Objectives: to evaluate whether exposure to an urban waste incinerator plant operating in Arezzo (Tuscany Region, Central Italy) since the 2000 is associated with mortality and morbidity.
Design: a population-based cohort study of inhabitants living close to the incinerator in the period 2001-2010 was conducted. The individual exposure histories to the incinerator and other sources in the area were estimated using a dispersion model producing PM10 concentration maps for each source (ADMS-URBAN model). Hazard Ratios (HR) with 95% Confidence Interval (95%CI) adjusted for the other environmental exposures, age and socioeconomic status were estimated for the highest class of exposure using the lowest one as reference. Trends of HR were evaluated too.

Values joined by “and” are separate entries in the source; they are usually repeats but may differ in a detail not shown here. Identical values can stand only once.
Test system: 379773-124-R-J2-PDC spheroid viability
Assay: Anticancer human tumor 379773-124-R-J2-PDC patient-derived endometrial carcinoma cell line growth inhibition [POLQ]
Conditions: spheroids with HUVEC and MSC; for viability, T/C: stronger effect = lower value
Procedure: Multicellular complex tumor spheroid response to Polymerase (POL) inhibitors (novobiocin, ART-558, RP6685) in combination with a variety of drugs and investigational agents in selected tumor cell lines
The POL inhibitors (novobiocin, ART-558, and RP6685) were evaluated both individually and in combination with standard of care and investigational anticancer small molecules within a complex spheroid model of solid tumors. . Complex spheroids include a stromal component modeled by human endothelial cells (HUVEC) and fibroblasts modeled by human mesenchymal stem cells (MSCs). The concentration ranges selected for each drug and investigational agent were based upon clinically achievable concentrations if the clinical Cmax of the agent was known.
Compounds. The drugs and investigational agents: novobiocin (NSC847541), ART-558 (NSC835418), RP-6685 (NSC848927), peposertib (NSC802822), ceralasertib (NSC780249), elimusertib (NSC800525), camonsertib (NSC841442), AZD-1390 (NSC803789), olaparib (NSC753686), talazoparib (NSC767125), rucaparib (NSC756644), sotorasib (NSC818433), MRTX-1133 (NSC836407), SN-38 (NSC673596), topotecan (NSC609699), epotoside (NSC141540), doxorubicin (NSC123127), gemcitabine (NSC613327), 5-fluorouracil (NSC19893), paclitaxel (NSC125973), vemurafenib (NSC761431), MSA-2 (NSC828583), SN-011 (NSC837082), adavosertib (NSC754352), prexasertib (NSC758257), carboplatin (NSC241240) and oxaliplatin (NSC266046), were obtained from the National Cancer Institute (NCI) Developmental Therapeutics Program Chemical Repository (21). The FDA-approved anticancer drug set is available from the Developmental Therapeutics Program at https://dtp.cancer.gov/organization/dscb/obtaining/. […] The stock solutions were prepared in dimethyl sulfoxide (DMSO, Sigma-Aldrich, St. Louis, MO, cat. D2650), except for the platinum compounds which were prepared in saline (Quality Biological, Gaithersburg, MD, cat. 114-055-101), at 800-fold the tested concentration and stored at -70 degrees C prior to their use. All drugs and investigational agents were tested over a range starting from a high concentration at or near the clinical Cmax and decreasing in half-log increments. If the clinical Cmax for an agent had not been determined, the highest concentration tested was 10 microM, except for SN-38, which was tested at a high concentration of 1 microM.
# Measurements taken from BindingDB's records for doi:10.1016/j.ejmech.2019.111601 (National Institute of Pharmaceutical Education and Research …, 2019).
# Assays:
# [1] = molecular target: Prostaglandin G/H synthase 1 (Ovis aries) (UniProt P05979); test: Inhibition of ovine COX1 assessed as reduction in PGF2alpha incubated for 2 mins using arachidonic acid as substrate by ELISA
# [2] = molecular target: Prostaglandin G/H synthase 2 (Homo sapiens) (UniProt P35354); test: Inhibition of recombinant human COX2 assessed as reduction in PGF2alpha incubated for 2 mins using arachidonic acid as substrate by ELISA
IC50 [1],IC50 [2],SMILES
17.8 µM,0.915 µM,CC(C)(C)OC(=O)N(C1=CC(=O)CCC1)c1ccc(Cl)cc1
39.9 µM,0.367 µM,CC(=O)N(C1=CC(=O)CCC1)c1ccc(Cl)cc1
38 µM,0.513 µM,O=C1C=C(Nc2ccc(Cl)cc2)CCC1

Main outcome measures: mortality and hospitalization causes with induction-latent period overlapping the incinerator activity period were analysed.
Results: morbidity analysis showed an increased risk for cardiovascular diseases (No. 732; HR: 1.18; 95%CI 1.06-1.32; trend of HR: 1.08, p=0.006) and a trend of HRs for urinary diseases (trend: 1.13; p=0.063). Mortality analysis showed a trend of HRs for general mortality in males (trend: 1.10; p=0.014), for cardiovascular diseases in males (trend: 1.15; p=0.036), for respiratory diseases in females (trend: 1.30; p=0.098), and an excess of acute respiratory diseases in females with the highest exposure (No. 11; HR=2.54; 95%CI 0.84-7.68).
Conclusions: the cohort study allowed to characterise the environmental exposures considering the most relevant pollution sources and providing estimation of individual environmental exposures. Residual confounding due to the overlapping of concentration maps cannot be excluded and further investigations are needed. However, the increased risks for cardiovascular and respiratory diseases reinforce the limited epidemiological evidence on health effects of incinerators.